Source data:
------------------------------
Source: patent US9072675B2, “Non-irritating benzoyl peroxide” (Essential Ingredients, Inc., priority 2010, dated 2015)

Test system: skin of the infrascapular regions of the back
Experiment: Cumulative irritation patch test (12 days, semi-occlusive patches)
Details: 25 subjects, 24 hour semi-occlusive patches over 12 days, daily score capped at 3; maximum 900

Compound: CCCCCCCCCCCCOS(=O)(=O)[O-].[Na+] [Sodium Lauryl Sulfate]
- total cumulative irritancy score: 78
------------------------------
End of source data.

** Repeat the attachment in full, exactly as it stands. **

Source: patent US9072675B2, “Non-irritating benzoyl peroxide” (Essential Ingredients, Inc., priority 2010, dated 2015)

Test system: skin of the infrascapular regions of the back
Experiment: Cumulative irritation patch test (12 days, semi-occlusive patches)
Details: 25 subjects, 24 hour semi-occlusive patches over 12 days, daily score capped at 3; maximum 900

Compound: CCCCCCCCCCCCOS(=O)(=O)[O-].[Na+] [Sodium Lauryl Sulfate]
- total cumulative irritancy score: 78